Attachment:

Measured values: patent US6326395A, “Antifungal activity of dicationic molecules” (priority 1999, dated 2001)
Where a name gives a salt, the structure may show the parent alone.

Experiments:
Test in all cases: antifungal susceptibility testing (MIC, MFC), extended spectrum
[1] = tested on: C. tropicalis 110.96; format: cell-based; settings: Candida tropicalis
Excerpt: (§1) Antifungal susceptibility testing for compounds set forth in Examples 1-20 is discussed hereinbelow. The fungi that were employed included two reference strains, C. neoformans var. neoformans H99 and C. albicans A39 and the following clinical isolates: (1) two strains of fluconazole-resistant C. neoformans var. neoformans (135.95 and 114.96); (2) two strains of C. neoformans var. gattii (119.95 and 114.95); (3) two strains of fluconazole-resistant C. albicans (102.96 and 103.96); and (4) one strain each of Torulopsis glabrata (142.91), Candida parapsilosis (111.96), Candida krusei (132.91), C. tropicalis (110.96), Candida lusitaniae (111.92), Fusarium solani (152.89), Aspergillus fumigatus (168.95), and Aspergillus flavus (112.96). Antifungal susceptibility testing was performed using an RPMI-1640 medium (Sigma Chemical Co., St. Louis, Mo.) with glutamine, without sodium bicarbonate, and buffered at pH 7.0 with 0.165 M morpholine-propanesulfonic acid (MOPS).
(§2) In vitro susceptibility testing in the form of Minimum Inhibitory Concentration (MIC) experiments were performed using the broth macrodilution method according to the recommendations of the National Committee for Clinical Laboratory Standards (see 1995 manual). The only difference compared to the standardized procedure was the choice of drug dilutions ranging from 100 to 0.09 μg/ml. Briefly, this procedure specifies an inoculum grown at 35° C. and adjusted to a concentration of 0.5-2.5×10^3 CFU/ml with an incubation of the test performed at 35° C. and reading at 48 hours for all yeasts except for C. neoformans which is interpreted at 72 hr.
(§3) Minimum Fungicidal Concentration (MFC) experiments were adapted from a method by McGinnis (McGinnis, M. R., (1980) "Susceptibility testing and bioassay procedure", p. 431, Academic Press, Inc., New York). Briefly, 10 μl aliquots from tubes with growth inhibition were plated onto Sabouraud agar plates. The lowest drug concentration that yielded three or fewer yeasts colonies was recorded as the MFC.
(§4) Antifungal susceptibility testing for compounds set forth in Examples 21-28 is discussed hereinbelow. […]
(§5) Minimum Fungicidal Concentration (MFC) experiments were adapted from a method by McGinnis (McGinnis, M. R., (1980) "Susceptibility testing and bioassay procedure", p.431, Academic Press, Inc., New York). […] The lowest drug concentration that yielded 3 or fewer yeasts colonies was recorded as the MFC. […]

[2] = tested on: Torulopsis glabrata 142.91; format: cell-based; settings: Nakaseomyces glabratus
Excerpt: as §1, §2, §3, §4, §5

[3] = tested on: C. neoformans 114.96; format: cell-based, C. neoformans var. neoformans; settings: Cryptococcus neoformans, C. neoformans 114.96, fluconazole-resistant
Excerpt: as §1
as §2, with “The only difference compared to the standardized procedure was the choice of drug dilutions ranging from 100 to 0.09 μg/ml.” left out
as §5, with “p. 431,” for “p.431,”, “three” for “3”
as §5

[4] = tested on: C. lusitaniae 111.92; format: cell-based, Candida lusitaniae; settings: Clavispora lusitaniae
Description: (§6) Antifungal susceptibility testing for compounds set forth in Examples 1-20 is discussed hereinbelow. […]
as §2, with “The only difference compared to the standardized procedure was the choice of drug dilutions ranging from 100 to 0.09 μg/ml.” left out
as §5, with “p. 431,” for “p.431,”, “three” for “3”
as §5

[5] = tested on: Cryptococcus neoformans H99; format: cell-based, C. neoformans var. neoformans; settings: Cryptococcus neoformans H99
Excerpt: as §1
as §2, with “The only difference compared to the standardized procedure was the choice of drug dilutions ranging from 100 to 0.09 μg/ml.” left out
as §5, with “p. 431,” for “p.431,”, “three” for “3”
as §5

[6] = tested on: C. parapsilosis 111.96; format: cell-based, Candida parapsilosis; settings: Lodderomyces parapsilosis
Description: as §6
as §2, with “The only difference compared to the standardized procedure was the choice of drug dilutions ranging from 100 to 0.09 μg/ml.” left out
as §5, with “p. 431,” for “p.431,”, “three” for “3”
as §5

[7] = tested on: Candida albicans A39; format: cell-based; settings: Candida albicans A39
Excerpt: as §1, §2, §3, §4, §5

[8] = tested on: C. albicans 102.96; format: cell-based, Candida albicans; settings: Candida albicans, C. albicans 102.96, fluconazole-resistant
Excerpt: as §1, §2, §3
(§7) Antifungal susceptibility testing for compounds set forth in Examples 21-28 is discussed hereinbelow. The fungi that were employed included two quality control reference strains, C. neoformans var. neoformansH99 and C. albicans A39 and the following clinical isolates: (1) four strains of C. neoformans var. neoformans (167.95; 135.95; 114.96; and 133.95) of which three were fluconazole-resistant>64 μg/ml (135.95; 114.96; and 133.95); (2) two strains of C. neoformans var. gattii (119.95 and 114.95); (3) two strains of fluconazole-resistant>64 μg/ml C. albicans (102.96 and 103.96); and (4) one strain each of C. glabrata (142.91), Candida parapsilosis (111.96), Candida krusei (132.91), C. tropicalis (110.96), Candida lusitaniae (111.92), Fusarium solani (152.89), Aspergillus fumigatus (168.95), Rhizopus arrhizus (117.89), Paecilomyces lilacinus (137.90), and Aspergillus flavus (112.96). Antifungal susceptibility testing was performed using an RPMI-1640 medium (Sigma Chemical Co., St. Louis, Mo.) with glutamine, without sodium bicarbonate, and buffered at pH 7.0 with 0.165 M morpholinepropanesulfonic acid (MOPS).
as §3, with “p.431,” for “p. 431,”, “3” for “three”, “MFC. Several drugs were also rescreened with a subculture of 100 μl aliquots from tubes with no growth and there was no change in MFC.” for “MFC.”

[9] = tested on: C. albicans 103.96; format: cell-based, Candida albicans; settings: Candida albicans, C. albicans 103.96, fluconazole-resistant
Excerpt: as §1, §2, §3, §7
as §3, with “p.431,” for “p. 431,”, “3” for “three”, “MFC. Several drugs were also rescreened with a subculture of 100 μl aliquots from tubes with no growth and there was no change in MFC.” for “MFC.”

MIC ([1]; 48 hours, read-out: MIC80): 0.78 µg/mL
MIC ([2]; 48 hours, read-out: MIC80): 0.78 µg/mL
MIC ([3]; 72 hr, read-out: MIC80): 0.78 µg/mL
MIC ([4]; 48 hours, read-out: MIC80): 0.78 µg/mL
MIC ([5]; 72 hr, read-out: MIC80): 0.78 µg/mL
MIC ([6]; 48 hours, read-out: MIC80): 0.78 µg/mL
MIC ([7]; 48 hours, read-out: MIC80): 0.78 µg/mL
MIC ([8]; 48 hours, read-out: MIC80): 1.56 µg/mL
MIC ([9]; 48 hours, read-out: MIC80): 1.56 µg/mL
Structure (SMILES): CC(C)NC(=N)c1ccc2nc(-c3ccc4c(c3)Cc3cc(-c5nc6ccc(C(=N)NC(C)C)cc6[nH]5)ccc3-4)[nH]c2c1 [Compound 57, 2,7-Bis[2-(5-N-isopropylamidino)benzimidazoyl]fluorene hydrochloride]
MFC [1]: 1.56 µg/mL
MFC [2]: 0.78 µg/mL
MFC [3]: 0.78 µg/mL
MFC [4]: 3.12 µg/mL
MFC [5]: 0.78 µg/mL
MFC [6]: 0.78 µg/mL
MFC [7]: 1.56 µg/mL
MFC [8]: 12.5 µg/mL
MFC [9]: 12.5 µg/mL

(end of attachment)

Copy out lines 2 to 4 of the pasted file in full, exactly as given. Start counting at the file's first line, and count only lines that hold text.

Where a name gives a salt, the structure may show the parent alone.

Experiments:
Test in all cases: antifungal susceptibility testing (MIC, MFC), extended spectrum